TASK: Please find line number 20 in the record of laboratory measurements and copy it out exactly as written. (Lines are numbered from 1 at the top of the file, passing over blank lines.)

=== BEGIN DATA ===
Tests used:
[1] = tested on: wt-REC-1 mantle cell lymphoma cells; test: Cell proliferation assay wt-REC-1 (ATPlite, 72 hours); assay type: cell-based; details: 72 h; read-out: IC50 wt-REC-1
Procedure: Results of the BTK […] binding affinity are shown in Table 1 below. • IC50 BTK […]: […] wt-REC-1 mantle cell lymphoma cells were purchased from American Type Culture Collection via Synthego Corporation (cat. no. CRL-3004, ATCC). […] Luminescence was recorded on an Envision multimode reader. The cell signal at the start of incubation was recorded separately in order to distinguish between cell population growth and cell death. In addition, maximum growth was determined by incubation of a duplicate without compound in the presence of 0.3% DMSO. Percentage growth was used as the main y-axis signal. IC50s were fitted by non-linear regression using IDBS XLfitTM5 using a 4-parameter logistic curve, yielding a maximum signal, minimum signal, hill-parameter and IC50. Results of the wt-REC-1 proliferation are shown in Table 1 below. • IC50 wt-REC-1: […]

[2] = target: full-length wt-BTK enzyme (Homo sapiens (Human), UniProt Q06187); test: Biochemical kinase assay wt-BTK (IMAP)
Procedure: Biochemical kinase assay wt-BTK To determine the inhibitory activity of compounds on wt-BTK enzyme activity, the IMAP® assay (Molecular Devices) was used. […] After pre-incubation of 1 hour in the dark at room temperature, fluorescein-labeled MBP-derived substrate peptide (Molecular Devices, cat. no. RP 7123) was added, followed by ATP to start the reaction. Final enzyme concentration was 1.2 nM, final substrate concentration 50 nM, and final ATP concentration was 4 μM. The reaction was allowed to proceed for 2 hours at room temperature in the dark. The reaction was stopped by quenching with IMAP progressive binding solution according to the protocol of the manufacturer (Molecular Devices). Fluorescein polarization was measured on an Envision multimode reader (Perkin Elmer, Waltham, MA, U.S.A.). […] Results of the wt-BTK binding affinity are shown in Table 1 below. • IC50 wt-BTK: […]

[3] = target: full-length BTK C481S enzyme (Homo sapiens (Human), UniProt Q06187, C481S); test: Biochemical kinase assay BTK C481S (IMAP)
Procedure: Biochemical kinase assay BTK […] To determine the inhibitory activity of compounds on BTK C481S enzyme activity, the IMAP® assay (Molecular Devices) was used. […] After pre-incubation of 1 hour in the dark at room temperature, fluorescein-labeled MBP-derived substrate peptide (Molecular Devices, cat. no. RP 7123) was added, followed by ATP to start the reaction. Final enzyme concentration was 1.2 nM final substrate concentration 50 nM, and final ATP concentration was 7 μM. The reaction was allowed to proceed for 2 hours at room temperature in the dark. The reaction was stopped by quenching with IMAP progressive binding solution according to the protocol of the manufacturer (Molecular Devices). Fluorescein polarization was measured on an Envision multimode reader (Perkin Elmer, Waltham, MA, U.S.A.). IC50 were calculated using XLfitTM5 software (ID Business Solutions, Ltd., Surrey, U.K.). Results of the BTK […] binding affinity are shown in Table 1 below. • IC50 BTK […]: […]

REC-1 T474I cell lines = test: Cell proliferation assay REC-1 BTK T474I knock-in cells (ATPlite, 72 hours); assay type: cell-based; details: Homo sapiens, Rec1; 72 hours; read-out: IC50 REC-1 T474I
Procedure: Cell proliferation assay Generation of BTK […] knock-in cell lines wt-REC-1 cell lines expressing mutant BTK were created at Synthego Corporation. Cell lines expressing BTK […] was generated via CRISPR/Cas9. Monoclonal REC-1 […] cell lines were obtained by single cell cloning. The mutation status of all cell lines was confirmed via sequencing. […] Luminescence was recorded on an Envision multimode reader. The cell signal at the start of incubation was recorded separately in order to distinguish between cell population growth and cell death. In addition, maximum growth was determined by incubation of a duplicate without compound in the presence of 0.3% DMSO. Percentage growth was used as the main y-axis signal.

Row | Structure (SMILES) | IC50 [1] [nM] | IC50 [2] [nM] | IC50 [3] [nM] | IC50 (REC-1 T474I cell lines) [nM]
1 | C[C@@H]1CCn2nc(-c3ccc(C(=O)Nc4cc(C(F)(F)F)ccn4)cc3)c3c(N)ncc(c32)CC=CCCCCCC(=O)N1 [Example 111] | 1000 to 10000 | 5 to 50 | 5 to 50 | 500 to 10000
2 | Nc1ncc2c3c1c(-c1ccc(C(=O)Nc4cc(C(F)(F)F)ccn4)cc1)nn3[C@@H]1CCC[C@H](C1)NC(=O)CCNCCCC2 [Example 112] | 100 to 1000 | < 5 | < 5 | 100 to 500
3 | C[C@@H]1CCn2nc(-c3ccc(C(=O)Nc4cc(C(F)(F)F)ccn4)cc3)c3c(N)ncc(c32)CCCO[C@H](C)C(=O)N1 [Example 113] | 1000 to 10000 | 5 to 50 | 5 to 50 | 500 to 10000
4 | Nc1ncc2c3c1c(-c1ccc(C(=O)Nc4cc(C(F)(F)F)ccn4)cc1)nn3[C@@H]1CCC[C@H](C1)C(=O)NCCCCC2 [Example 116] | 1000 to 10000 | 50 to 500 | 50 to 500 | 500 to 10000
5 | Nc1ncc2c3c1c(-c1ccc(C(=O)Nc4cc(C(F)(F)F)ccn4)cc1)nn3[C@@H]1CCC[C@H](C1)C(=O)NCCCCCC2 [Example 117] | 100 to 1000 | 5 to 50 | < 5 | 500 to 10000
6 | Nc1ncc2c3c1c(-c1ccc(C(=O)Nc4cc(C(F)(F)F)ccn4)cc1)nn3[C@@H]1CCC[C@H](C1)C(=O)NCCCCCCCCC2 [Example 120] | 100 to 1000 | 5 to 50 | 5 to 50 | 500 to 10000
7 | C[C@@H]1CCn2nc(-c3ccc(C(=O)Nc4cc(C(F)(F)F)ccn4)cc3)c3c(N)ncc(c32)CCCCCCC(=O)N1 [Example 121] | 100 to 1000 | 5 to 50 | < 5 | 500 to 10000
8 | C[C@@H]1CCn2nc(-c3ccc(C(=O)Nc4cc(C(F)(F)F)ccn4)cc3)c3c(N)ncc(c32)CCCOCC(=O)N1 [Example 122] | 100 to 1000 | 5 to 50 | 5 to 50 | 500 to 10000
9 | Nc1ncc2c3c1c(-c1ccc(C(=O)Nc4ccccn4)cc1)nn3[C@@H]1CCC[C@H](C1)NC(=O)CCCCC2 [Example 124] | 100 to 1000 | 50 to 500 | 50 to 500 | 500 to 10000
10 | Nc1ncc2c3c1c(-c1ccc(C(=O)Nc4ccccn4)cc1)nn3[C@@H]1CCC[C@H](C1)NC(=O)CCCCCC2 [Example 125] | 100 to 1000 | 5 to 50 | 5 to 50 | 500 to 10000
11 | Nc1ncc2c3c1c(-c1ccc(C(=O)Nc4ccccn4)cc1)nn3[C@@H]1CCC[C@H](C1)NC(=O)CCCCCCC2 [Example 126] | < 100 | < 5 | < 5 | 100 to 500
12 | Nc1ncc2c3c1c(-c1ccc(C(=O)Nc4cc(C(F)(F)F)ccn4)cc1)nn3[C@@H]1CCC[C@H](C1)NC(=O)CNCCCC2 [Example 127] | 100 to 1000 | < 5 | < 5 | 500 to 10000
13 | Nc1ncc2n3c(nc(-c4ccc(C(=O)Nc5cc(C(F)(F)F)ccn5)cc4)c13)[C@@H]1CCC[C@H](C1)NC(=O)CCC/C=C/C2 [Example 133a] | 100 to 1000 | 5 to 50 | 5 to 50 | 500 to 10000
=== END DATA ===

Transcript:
10 | Nc1ncc2c3c1c(-c1ccc(C(=O)Nc4ccccn4)cc1)nn3[C@@H]1CCC[C@H](C1)NC(=O)CCCCCC2 [Example 125] | 100 to 1000 | 5 to 50 | 5 to 50 | 500 to 10000